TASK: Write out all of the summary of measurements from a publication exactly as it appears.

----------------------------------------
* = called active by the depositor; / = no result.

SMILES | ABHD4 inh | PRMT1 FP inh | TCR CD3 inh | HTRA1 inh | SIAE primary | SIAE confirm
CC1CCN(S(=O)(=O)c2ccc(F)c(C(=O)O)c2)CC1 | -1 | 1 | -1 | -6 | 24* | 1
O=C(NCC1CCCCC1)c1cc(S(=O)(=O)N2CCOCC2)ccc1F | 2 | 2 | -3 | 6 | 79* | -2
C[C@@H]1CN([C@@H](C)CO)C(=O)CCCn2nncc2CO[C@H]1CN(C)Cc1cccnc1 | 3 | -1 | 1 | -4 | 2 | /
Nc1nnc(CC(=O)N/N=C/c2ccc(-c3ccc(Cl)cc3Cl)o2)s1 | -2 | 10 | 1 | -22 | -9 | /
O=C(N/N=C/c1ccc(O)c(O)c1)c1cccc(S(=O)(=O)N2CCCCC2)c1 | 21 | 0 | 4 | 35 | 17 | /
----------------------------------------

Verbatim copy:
* = called active by the depositor; / = no result.

SMILES | ABHD4 inh | PRMT1 FP inh | TCR CD3 inh | HTRA1 inh | SIAE primary | SIAE confirm
CC1CCN(S(=O)(=O)c2ccc(F)c(C(=O)O)c2)CC1 | -1 | 1 | -1 | -6 | 24* | 1
O=C(NCC1CCCCC1)c1cc(S(=O)(=O)N2CCOCC2)ccc1F | 2 | 2 | -3 | 6 | 79* | -2
C[C@@H]1CN([C@@H](C)CO)C(=O)CCCn2nncc2CO[C@H]1CN(C)Cc1cccnc1 | 3 | -1 | 1 | -4 | 2 | /
Nc1nnc(CC(=O)N/N=C/c2ccc(-c3ccc(Cl)cc3Cl)o2)s1 | -2 | 10 | 1 | -22 | -9 | /
O=C(N/N=C/c1ccc(O)c(O)c1)c1cccc(S(=O)(=O)N2CCCCC2)c1 | 21 | 0 | 4 | 35 | 17 | /